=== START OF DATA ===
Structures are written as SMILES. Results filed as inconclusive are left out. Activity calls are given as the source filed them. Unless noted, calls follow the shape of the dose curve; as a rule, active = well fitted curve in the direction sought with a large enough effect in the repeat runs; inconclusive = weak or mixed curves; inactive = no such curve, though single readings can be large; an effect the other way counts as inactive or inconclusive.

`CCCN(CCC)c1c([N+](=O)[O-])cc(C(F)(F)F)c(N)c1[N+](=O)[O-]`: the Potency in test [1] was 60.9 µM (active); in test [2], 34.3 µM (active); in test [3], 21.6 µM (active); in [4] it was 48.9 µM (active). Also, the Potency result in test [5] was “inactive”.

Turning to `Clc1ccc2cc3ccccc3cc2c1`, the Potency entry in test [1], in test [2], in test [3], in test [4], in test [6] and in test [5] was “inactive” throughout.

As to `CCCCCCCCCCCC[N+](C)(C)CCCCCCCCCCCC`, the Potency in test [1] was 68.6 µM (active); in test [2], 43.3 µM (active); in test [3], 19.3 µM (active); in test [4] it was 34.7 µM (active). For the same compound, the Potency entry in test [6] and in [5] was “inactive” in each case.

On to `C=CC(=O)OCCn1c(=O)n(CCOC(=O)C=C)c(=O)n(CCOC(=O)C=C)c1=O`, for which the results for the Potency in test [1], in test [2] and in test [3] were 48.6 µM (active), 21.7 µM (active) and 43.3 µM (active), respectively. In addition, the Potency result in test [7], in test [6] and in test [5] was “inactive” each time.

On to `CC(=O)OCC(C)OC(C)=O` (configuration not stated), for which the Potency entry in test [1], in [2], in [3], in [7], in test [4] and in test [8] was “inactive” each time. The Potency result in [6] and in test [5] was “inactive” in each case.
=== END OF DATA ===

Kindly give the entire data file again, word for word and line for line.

Structures are written as SMILES. Results filed as inconclusive are left out. Activity calls are given as the source filed them. Unless noted, calls follow the shape of the dose curve; as a rule, active = well fitted curve in the direction sought with a large enough effect in the repeat runs; inconclusive = weak or mixed curves; inactive = no such curve, though single readings can be large; an effect the other way counts as inactive or inconclusive.

`CCCN(CCC)c1c([N+](=O)[O-])cc(C(F)(F)F)c(N)c1[N+](=O)[O-]`: the Potency in test [1] was 60.9 µM (active); in test [2], 34.3 µM (active); in test [3], 21.6 µM (active); in [4] it was 48.9 µM (active). Also, the Potency result in test [5] was “inactive”.

Turning to `Clc1ccc2cc3ccccc3cc2c1`, the Potency entry in test [1], in test [2], in test [3], in test [4], in test [6] and in test [5] was “inactive” throughout.

As to `CCCCCCCCCCCC[N+](C)(C)CCCCCCCCCCCC`, the Potency in test [1] was 68.6 µM (active); in test [2], 43.3 µM (active); in test [3], 19.3 µM (active); in test [4] it was 34.7 µM (active). For the same compound, the Potency entry in test [6] and in [5] was “inactive” in each case.

On to `C=CC(=O)OCCn1c(=O)n(CCOC(=O)C=C)c(=O)n(CCOC(=O)C=C)c1=O`, for which the results for the Potency in test [1], in test [2] and in test [3] were 48.6 µM (active), 21.7 µM (active) and 43.3 µM (active), respectively. In addition, the Potency result in test [7], in test [6] and in test [5] was “inactive” each time.

On to `CC(=O)OCC(C)OC(C)=O` (configuration not stated), for which the Potency entry in test [1], in [2], in [3], in [7], in test [4] and in test [8] was “inactive” each time. The Potency result in [6] and in test [5] was “inactive” in each case.